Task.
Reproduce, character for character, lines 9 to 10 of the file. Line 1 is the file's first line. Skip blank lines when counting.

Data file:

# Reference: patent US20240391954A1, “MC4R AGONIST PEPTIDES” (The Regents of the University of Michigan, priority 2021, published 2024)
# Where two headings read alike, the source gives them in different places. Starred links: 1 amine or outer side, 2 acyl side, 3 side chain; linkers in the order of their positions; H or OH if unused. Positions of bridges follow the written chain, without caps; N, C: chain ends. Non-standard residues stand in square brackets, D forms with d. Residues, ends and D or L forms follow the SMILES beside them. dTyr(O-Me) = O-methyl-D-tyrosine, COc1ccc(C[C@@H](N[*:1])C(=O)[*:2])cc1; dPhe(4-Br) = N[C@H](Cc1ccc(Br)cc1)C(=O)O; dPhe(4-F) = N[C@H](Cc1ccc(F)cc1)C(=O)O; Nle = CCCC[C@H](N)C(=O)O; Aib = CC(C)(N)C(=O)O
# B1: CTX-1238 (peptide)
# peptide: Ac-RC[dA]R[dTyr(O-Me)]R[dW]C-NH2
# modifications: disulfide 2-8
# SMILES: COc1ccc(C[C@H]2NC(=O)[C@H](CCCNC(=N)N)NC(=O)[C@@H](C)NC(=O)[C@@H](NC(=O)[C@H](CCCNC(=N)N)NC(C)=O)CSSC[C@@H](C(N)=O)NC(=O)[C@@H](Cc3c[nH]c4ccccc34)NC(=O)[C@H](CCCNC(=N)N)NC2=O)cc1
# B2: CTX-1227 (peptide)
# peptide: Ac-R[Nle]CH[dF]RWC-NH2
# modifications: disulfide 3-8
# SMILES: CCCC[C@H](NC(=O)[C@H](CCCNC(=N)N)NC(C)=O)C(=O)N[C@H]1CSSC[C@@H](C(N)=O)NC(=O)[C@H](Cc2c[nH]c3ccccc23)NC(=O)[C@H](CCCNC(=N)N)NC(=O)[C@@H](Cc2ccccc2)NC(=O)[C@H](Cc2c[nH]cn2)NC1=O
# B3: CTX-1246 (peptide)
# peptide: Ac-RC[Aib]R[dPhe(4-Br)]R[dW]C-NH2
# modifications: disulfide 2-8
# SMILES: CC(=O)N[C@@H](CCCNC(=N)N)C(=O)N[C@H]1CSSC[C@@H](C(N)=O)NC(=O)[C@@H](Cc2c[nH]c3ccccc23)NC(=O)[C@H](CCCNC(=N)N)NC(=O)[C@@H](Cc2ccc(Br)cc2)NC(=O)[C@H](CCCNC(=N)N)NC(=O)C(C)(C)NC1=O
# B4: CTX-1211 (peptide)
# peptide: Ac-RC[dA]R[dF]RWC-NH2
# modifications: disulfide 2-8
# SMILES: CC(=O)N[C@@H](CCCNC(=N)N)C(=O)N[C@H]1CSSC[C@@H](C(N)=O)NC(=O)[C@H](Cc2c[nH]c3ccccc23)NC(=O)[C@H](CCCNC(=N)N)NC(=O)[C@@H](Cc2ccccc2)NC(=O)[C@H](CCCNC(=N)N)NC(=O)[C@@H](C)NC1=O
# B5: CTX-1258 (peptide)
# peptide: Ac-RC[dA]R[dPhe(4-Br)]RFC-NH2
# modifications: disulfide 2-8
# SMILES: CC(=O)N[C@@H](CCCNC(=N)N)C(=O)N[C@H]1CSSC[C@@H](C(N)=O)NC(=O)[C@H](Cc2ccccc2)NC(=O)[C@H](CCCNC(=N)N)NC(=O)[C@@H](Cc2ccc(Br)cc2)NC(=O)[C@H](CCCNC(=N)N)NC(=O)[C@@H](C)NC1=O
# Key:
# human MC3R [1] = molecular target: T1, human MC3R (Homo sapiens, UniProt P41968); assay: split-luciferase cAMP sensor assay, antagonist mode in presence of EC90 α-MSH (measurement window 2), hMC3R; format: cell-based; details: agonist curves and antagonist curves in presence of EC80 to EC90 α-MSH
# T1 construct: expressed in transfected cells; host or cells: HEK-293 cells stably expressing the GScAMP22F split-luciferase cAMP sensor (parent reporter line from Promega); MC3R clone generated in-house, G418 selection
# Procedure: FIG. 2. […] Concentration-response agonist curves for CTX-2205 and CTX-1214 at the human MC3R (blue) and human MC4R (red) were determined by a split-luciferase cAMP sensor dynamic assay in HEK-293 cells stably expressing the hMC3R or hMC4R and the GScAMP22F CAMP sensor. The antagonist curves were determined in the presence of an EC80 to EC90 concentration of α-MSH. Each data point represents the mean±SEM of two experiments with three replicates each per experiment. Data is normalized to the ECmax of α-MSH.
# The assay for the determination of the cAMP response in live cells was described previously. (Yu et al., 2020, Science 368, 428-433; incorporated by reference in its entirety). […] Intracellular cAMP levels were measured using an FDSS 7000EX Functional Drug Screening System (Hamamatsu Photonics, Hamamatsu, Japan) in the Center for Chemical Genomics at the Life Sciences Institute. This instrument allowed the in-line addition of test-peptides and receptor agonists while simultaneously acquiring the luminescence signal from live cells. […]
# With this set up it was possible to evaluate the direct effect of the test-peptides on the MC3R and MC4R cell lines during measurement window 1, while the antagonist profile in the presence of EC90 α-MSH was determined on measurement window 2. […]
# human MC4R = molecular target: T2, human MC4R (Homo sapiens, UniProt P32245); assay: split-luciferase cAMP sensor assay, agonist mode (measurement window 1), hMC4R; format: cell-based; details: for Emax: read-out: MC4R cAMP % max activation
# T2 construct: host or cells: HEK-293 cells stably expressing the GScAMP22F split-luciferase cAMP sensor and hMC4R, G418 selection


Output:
# modifications: disulfide 3-8
# SMILES: CCCC[C@H](NC(=O)[C@H](CCCNC(=N)N)NC(C)=O)C(=O)N[C@H]1CSSC[C@@H](C(N)=O)NC(=O)[C@H](Cc2c[nH]c3ccccc23)NC(=O)[C@H](CCCNC(=N)N)NC(=O)[C@@H](Cc2ccccc2)NC(=O)[C@H](Cc2c[nH]cn2)NC1=O